January 17, 2012

Ombuds Blog Goes 'Dark' to Protest SOPA

This blog is joining the protest against the Stop Online Piracy Act (HR 3261) and related legislation pending before the U.S. Congress.  Although SOPA seeks to protect intellectual property, it would prevent me from linking to any other website unless I first confirmed that website was entirely free of any infringing links. The consequences of failing to take this onerous precaution would be extreme.  In short, this blog could not exist if SOPA were implemented.  Major websites such as Wikipedia, Reddit, and Boing Boing are going entirely dark on January 18, 2012. This is the best I can do.

Learn more at OpenCongress and Wikipedia.


  1. Good choice to do this today.

  2. Thanks for this, Tom. Google has an online petition against SOPA and PIPA at https://www.google.com/landing/takeaction/


  3. Constitutional law expert, Prof. Laurence Tribe has an excellent summary of SOPA. He writes:

    SOPA’s harmful impact is aggravated by the fact that the definition of websites“dedicated to theft of U.S. property” includes sites that take actions to “avoid confirming a high probability of … use” for infringement. Absence of knowledge of specific infringing acts would not be a defense. Thus, the definition would effectively require sites actively to policethemselves to ensure that infringement does not occur. For sites with significant third partycontent, the resulting burden would be overwhelming.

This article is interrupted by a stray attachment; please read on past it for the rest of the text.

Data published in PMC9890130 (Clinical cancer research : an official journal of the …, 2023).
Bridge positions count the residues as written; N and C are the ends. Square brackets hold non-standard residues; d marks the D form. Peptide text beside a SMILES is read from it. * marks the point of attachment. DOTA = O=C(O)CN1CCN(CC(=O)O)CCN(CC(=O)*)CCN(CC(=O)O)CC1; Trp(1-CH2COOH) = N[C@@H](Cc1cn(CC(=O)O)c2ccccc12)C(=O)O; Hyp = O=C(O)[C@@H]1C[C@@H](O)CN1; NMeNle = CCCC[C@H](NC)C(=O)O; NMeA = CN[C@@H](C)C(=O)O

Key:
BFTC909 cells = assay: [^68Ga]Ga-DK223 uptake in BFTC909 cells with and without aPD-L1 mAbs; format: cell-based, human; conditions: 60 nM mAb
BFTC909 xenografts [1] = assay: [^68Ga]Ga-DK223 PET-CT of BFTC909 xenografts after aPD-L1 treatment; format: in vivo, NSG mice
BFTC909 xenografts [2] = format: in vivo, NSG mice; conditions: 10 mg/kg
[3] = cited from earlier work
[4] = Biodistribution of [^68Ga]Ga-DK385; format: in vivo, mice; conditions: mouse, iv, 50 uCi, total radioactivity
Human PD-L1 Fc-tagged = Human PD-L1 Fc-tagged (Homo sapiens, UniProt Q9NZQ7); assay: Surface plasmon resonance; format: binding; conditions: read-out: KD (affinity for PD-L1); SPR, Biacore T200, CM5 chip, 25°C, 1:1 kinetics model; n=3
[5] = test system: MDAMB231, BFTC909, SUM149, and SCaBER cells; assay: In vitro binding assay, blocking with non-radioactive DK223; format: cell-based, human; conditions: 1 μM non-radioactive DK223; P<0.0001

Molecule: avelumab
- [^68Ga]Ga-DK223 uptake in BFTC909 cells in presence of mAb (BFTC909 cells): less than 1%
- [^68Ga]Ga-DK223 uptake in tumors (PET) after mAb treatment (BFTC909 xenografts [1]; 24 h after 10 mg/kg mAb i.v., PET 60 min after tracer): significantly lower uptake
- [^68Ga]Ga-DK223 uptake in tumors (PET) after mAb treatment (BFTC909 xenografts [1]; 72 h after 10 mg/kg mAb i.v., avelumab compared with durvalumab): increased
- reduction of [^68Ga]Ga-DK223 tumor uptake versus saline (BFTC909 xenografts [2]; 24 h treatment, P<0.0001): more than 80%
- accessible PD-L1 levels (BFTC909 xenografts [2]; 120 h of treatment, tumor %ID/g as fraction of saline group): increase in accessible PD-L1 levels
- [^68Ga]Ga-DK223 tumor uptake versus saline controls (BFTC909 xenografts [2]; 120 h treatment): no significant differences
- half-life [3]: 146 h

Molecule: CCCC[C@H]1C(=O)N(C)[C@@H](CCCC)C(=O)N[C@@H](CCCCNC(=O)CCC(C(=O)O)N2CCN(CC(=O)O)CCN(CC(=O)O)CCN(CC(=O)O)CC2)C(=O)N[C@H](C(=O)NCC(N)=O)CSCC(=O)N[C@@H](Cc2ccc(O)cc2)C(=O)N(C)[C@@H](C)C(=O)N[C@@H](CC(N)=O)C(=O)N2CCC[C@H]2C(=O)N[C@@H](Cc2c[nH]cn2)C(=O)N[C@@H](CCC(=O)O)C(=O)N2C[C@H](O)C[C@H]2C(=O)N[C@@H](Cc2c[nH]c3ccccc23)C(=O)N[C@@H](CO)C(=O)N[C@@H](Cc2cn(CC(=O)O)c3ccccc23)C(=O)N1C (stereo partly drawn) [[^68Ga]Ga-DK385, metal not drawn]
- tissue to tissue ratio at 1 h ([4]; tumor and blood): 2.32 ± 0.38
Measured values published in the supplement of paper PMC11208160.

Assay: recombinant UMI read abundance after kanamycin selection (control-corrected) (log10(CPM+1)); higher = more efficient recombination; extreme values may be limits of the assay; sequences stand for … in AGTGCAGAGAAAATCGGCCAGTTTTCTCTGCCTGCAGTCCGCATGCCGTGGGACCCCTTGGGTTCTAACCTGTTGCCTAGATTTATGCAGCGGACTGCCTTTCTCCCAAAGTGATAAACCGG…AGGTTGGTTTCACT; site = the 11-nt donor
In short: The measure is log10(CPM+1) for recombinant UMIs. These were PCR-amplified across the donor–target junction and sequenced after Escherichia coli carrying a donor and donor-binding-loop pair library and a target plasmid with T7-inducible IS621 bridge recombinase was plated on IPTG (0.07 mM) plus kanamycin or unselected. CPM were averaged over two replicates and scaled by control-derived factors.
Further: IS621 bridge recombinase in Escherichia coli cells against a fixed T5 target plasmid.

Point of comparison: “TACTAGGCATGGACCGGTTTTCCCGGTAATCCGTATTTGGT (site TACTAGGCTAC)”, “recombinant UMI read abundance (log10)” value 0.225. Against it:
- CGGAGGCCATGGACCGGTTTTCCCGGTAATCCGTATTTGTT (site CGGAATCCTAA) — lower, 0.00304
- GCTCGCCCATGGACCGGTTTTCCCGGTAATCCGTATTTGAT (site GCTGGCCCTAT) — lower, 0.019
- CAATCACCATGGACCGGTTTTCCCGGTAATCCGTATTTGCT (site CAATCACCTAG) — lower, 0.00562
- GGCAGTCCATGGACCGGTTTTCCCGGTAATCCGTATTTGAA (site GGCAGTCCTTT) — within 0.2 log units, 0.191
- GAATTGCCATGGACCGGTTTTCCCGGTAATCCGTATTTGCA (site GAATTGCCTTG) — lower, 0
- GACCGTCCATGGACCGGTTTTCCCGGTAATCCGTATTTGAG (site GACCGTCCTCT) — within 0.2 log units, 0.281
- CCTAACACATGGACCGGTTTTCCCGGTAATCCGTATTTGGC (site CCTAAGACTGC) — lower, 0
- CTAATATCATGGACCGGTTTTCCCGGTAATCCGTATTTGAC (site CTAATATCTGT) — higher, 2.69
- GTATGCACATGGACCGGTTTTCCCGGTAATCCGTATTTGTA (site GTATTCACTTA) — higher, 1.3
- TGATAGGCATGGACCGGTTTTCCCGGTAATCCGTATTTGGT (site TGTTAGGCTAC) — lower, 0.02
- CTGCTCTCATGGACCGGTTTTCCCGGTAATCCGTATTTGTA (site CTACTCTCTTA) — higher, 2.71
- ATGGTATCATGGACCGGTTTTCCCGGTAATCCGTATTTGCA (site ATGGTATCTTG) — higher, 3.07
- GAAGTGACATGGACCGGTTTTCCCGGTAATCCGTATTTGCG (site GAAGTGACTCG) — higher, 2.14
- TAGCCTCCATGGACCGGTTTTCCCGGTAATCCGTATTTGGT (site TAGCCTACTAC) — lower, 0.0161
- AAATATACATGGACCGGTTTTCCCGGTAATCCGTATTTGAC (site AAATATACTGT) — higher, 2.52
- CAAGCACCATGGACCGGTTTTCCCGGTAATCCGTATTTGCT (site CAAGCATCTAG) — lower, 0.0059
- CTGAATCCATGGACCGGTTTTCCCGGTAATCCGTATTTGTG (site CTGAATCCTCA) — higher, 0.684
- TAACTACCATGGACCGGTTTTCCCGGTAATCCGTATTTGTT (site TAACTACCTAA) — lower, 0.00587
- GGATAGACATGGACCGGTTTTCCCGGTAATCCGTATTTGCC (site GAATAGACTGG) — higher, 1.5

In effect, the bill would impose the very monitoring obligation that existing law (in theform of the DMCA) was expressly designed to avoid. Until now, Congress has promised online services a safe harbor against copyright liability so long as they take down allegedly infringing material when notified of a violation. This bill would undo the statutory framework that hascreated the foundation for many web-based businesses.
    http://www.scribd.com/doc/75153093/Tribe-Legis-Memo-on-SOPA-12-6-11-1 at p. 13